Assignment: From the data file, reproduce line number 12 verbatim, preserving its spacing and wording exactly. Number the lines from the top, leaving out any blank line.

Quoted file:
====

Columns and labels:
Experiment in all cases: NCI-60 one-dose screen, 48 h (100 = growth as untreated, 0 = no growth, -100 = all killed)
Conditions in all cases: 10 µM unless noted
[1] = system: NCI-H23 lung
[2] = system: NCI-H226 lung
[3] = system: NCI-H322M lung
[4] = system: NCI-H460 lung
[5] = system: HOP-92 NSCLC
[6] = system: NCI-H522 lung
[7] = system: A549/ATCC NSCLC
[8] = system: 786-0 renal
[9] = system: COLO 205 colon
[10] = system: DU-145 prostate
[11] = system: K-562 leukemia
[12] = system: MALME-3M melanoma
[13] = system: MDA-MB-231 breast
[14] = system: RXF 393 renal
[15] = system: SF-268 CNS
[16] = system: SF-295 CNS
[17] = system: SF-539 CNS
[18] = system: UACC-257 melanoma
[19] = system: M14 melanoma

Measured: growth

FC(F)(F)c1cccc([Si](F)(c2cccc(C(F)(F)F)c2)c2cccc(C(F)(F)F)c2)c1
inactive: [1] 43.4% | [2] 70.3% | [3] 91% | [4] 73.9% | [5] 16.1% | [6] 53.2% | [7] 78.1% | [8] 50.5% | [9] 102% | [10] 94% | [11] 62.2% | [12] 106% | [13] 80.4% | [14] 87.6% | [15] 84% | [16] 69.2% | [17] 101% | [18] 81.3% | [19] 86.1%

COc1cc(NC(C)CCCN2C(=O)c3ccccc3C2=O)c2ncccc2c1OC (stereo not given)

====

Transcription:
[9] = system: COLO 205 colon